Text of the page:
Her journalism has charted the history of South Asian communities in Britain in the post-war period to the near present, and now in the month of the year of anniversaries, she talks to acv about what people are telling her about their family histories...
TRAUMA is not something that can be passed down generation from generation – or can it?
Author and broadcaster Kavita Puri might well have the evidence to suggest that it does and if not trauma exactly, then the need to find out about one’s family history.
Her radio documentary, ‘Partition Voices‘ in 2019 and book of the same title broke new ground, when it got the survivors of those horrors now living in Britain to speak candidly about what they went through.
Now to mark the 75th anniversary of Partition, she has returned to the subject with both an updated version of her seminal work and a new radio documentary entitled, ‘Inheritors of Partition’ which will be broadcast on BBC Radio 4 on Monday (August 8). See listing below
There is also a new stage version of these stories coming to the Donmar Warehouse theatre in London in what in a joint production with Tara Theatre. Called ‘Silence’ it has a powerhouse of South Asian talent behind it and will open next month.
Puri, the journalist behind the critically-acclaimed ‘Three Pounds in My Pocket’ Radio 4 series, that is a social history of British South Asians in the post-war years, senses something has shifted in the culture to make everyone more receptive to these stories.
“I am looking at the inheritance of the third generation – both the trauma and nostalgia,” she told www.asianculturevulture.com just before the latest edition of ‘Partition Voices: Untold British Stories’ hit the shelves towards the end of the last month.
It is perhaps clearer now that Puri has uncovered a significant chapter in British post-war history and more people recognise her work is important, not just to those of South Asian origin, but to the wider population and is part of the fabric of what makes a modern UK.
‘Britain is trying to understand its past and that has become a big part of our national conversation – it’s becoming wider and more urgent,” Puri reflected.
Colonisation, Empire, Race and Identity have all become topics of everyday conversation in a way that they weren’t even five years ago.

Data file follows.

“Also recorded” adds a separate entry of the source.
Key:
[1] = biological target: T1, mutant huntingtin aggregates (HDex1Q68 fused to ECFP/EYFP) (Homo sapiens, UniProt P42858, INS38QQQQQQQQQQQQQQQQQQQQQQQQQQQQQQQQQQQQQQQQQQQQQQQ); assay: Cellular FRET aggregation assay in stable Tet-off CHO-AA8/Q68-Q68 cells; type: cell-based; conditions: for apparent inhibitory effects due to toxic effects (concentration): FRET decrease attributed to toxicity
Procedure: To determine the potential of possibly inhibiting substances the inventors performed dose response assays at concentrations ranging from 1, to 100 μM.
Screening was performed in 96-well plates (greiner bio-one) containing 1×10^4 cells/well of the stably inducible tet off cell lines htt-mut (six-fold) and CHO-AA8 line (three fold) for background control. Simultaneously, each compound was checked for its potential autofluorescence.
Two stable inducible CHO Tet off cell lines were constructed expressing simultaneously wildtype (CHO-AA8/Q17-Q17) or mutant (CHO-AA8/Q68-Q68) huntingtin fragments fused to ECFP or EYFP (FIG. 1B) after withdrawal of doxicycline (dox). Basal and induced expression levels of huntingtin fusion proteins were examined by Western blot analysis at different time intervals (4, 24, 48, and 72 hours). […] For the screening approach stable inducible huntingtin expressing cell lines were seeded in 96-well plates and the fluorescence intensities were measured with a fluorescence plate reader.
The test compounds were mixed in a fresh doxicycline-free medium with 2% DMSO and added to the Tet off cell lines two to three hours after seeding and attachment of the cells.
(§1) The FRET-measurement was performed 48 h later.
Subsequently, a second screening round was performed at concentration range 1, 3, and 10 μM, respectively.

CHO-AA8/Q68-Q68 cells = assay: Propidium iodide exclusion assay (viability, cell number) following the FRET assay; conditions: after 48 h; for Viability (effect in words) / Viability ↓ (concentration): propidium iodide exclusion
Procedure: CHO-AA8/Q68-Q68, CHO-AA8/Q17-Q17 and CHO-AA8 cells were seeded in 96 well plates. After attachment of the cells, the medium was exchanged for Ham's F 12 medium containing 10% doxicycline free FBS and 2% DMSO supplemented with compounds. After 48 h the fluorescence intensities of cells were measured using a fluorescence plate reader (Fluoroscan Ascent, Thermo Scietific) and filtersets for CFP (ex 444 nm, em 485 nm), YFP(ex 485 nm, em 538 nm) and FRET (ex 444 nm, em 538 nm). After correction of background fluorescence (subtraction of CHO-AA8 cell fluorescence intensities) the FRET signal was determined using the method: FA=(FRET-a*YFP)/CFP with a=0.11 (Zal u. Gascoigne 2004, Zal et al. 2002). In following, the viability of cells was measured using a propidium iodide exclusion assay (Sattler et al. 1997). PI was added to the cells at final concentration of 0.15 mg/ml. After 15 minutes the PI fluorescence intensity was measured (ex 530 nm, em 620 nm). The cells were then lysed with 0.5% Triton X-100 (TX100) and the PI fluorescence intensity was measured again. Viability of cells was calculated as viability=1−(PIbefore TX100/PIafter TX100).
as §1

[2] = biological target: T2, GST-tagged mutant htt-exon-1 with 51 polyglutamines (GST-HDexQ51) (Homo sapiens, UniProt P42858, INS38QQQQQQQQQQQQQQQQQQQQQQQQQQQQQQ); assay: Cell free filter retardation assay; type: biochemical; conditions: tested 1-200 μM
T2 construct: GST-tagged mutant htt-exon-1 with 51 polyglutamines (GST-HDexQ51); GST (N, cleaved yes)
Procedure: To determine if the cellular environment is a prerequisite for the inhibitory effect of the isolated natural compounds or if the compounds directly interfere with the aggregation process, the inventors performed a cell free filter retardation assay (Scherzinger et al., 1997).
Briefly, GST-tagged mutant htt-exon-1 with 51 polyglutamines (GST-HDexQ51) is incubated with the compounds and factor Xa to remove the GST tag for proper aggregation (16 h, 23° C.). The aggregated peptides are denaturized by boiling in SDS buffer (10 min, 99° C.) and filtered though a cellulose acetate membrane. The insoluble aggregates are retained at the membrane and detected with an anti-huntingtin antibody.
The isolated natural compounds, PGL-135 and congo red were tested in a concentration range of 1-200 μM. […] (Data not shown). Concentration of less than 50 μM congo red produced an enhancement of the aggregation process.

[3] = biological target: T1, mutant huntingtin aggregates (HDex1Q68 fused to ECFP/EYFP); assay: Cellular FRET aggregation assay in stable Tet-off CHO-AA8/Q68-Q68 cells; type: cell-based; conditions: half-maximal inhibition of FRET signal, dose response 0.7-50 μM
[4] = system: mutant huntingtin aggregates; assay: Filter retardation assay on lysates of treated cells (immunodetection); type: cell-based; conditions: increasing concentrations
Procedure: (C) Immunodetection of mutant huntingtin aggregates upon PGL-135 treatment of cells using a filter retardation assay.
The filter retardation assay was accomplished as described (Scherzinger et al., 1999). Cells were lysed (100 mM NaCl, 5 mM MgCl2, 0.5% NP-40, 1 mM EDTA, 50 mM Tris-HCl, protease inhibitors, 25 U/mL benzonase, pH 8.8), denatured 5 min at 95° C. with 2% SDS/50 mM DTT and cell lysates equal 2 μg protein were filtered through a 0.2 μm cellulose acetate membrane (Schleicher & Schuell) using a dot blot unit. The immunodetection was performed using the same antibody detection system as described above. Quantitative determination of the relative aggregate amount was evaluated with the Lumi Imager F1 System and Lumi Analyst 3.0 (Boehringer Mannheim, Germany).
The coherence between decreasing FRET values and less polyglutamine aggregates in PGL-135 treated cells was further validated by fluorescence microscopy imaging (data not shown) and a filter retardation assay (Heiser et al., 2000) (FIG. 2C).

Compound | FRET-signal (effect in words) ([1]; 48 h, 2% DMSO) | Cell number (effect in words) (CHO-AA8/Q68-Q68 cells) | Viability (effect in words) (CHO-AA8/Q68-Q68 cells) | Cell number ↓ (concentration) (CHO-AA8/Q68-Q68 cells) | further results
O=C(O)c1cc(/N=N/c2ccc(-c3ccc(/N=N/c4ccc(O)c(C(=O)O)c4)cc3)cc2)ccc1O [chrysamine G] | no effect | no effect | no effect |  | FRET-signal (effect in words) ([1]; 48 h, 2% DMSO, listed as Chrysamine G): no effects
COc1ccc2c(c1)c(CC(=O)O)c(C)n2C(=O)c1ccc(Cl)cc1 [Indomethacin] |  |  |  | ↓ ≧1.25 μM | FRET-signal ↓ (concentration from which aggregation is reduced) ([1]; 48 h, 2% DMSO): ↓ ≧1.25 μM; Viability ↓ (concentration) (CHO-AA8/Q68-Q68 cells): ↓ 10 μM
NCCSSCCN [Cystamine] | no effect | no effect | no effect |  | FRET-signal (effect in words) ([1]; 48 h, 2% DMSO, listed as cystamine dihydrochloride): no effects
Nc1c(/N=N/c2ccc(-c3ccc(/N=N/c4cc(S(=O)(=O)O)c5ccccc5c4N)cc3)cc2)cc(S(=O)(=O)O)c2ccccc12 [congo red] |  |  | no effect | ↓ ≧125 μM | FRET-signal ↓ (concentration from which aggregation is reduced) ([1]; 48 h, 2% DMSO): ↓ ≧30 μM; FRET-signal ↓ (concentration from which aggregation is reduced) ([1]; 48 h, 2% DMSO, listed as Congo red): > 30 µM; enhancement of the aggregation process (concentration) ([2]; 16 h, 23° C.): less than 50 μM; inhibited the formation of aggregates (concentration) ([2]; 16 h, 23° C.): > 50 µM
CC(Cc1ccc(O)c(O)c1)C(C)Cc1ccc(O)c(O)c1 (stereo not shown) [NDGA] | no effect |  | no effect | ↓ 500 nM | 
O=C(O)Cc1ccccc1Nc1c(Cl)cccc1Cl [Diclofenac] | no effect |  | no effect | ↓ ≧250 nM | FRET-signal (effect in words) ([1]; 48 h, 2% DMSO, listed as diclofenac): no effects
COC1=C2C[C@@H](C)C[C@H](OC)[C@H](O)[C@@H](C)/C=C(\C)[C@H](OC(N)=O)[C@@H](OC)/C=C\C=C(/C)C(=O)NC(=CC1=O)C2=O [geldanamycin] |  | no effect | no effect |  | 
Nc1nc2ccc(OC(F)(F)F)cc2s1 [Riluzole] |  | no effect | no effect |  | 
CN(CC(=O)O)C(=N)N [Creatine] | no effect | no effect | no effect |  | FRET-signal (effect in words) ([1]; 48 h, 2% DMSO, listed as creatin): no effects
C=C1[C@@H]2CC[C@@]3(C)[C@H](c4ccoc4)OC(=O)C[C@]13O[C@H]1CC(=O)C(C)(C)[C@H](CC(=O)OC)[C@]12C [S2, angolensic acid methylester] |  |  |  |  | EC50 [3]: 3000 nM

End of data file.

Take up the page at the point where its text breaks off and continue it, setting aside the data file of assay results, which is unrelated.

“It feels like there has been a shift – the 70th anniversary was a really critical moment – the Partition generation began to break the silence, and family members started asking their families about what happened,” Puri told acv.
Her first book on this subject and the radio programme arguably opened up the topic.
“I didn’t know what to expect after it – I was touched by the response. These are British stories – and something that everyone should know about; it’s what their neighbours may have experienced and it’s been hidden for a long time.”
Families have different ways of coping with pain and trauma – many of a certain generation just wanted to forget the horrors which saw some 15 million people being displaced and an estimated million people losing their lives to mob violence following Partition. After 200 years or so of British rule, the land mass of India was carved up according to religious majorities in certain regions.
“Some people contacted me after ‘Partition Stories’ and wanted to share their story or ask more about the subject. For some it’s a very quiet thing within their own families; there are others who talked about it openly; and some for whom it remains very difficult.”
The new stories in the latest book really pick up on a third generation that are further removed from the original trauma.
“They are talking about their grandparents, both alive or passed. One is about a man going to Pakistan to see his grandfather’s ancestral home; the other is about a British Pakistani who does a DNA test and makes a surprising discovery. She hadn’t come across the word Partition before the 70th anniversary.
“The third story is one of dual heritages – it’s a beautiful love story and a lot more complicated than meets the eye. It involves a couple with both Hindu and Muslim ancestry. It’s a love story across borders.”
It’s an intriguing and fascinating mix and given added impetus by the latest anniversary.
“It really matters to them – they want to know more, they were never told about it at school and they are educating themselves and playing detectives with their own family histories and trying to work out what and who they are. One of the contributors says: ‘I am not going to tell the story I was told to tell my children. I will tell their long history’. These are quite stark stories and just a few of many.”
Radio Times described Puri “as one of the foremost chroniclers of the South Asian diaspora”. Her original three part series, ‘Partition Voices‘ for BBC Radio 4 won the the Royal Historical Society’s Radio and Podcast Award and its overall Public History Prize. Kavita works as an executive producer in BBC TV Current Affairs where her projects have been recognised by the Royal Television Society and the Foreign Press Association. Prior to this, she worked at Newsnight. She graduated with a degree in law from Cambridge and moved into journalism and broadcast production.
More on the production of ‘Silence’ soon…
‘Inheritors of Partition’ – 9pm Monday (August 8) BBC Radio 4
‘Partition Voices: Untold British Stories’ (with new material for the 75th anniversary – 2022), by Kavita Puri, Bloomsbury Publishing (updated July 21)
‘Silence’ (original material Kavita Puri) adapted by Sonali Bhattacharyya, Gurpreet Kaur Bhatti, Ishy Din and Alexandra Wood, with production by Donmar Warehouse and Tara Theatre and directed by Abdul Shayek, at the Donmar, 41 Earlham Street, Seven Dials, London WC2H 9LX UK and Tara Theatre, 356 Garratt LaneEarlsfield, London SW18 4ES from September 1-17 and then Tara Theatre,from Sep 21-October 1.
Kavita Puri search http://asianculturevulture.com/?s=Kavita+Puri